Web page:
4. Lamar Jackson of Louisville going for his second consecutive Heisman had a ridiculous game. The junior threw for 393 yards and three scores while also running for 132 yards and three TDs.
5. Baker Mayfield of Oklahoma is the new guy on the block. He has a lot of swagger lifting his team to a victory over Ohio State on the road. Mayfield threw for 386 yards and three touchdowns. Keep in mind that Mayfield is listed at 6’ 1” tall. I’ve been told he is closer to 5’ 10”.
What The Jets Scribes Are Saying
Rich Cimini, ESPN
The math says New York Jets coach Todd Bowles made the wrong call by punting on fourth-and-8.
Don't take my word for it; here's Brian Burke, a senior analytics specialist at ESPN and a nationally-recognized expert:
"It was a mistake for the Jets to punt there," Burke said. "Their win probability [on our model] certainly did not go up based on the decision to punt."Their odds were very long either way. Their chances to win based on their options were:
Punt: 1.1 percent.
Go for it: 2.0 percent.
"In absolute terms, a difference of only .9 percent is small," Burke added. "But, however small their overall chance to win, the decision to punt cut it nearly in half." The Jets had the ball at their 44 with four minutes remaining in the fourth quarter, trailing the Buffalo Bills by two scores -- 21-12, the eventual final score. On Monday, Bowles, said, "If we got a little closer, I might have went for it, but fourth-and-8 is a tough pill to swallow right there."But it wasn't as tough as Bowles suggested, according to Burke.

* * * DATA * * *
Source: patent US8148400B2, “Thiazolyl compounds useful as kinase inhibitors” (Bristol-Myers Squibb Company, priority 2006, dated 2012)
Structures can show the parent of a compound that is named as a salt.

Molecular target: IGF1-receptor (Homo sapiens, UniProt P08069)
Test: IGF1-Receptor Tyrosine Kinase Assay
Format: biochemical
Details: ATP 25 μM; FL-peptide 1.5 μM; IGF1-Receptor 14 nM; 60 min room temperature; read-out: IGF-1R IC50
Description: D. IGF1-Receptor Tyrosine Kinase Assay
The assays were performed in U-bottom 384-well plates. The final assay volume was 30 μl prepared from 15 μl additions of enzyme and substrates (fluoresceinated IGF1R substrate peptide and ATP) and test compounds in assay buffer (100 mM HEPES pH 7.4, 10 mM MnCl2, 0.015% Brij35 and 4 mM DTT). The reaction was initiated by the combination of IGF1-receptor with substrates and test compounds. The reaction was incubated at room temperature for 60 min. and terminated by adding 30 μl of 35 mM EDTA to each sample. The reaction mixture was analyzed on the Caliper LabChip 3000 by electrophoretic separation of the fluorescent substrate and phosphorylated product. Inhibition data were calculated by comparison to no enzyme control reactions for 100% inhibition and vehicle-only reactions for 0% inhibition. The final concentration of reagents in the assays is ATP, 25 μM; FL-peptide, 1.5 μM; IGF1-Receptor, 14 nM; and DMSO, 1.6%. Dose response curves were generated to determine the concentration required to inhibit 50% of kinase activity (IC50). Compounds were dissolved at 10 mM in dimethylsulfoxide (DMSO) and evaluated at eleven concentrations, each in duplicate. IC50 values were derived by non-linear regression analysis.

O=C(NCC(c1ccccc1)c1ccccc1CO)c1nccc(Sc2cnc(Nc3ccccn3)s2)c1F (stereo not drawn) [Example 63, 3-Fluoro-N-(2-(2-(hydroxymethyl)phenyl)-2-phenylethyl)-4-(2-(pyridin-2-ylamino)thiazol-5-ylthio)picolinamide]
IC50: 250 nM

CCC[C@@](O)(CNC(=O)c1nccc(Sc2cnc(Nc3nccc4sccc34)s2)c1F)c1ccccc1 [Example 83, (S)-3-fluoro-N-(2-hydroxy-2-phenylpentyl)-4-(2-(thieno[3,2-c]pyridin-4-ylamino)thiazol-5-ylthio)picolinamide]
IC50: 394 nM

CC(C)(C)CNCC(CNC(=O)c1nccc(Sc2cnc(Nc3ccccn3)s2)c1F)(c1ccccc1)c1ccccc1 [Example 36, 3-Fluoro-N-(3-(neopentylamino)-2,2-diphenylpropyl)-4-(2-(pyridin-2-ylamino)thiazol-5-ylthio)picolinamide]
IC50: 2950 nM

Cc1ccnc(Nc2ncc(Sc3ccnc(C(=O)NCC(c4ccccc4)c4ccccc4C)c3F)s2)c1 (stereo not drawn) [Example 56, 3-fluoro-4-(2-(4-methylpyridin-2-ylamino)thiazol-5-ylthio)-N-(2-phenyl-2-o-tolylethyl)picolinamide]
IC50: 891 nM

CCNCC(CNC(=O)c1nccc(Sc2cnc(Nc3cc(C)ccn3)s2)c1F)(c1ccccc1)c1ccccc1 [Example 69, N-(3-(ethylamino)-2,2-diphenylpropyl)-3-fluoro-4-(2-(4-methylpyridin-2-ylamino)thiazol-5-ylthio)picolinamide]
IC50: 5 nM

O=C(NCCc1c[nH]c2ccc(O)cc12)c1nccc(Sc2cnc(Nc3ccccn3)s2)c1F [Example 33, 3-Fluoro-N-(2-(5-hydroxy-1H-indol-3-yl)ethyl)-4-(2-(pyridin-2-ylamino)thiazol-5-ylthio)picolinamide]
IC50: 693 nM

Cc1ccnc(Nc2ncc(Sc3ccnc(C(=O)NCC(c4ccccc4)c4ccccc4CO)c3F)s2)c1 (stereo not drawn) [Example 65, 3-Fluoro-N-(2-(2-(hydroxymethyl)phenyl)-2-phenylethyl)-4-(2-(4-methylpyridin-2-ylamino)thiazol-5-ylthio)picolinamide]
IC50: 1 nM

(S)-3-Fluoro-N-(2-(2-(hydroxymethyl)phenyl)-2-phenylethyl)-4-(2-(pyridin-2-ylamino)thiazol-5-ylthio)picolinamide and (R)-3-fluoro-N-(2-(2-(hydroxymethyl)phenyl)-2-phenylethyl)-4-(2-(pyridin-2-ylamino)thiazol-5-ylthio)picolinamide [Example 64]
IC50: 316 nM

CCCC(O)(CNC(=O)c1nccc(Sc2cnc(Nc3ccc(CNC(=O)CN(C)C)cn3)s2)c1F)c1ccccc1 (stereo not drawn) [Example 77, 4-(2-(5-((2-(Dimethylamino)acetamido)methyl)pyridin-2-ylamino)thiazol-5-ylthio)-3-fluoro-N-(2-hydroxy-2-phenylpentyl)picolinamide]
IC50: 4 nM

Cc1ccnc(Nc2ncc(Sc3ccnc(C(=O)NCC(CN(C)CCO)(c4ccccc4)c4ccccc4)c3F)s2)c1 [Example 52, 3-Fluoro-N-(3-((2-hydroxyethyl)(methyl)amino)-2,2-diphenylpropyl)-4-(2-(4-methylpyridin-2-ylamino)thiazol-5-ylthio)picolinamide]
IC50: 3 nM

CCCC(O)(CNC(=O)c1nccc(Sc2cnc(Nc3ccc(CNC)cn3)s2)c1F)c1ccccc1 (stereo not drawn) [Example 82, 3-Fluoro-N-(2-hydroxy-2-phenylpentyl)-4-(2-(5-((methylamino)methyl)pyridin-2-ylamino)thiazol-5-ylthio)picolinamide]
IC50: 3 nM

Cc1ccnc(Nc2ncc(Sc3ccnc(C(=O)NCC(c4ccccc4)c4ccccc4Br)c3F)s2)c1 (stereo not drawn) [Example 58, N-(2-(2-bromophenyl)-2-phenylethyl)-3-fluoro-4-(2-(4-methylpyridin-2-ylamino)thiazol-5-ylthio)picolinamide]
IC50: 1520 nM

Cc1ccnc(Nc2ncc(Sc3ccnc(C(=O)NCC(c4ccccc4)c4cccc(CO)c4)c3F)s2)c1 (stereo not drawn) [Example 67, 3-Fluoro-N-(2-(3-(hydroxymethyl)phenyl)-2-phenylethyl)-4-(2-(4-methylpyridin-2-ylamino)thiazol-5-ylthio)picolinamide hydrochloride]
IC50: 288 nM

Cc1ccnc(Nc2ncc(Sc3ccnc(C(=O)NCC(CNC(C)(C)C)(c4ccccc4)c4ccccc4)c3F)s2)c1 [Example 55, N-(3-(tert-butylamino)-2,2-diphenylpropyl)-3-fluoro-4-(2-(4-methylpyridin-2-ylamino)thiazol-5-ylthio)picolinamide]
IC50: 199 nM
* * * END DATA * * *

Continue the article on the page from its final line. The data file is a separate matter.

Brian Costello, NY Post
If Jets general manager Mike Maccagnan sees his Raiders counterpart, Reggie McKenzie, on the field in Oakland on Sunday, he may want to pull him aside and ask for some tips.McKenzie has pulled off what Maccagnan hopes to — rebuilding an organization from the ground level and making a moribund franchise a Super Bowl contender.The Jets are at the early stages of the process that the Raiders began in 2012. They are searching for those franchise-changing draft picks that McKenzie landed in quarterback Derek Carr and outside linebacker Khalil Mack. They are looking for the right blend of free agents and draft picks who can carry a team to the playoffs.When the Raiders hired McKenzie, they had missed the playoffs for nine straight years. “Commitment to Excellence” was nothing but a phrase painted on the wall. McKenzie, a Raiders linebacker in the ’80s, came from the Packers with a reputation as a shrewd talent evaluator. That was the same thing the Jets saw in Maccagnan in 2015.